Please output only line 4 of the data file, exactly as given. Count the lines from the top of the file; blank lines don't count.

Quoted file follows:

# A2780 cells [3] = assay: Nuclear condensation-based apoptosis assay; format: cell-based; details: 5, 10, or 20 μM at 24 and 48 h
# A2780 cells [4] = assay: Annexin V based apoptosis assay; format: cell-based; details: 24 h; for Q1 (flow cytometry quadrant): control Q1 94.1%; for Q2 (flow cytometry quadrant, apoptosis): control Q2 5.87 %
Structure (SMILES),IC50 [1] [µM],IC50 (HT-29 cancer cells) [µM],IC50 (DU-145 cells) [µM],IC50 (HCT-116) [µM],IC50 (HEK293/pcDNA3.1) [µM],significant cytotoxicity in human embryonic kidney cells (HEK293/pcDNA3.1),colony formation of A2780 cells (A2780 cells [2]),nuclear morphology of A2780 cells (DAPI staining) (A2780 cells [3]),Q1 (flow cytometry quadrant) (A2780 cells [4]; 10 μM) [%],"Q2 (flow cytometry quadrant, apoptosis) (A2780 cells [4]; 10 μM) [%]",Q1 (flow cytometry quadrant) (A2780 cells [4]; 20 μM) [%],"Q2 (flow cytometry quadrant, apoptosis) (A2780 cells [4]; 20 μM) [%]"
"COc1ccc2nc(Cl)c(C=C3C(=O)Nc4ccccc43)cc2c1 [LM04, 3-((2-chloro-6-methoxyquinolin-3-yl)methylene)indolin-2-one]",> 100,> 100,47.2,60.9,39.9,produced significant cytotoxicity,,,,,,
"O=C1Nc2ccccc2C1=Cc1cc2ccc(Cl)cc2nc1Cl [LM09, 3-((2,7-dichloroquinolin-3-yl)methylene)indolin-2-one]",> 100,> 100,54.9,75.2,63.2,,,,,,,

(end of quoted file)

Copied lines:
"COc1ccc2nc(Cl)c(C=C3C(=O)Nc4ccccc43)cc2c1 [LM04, 3-((2-chloro-6-methoxyquinolin-3-yl)methylene)indolin-2-one]",> 100,> 100,47.2,60.9,39.9,produced significant cytotoxicity,,,,,,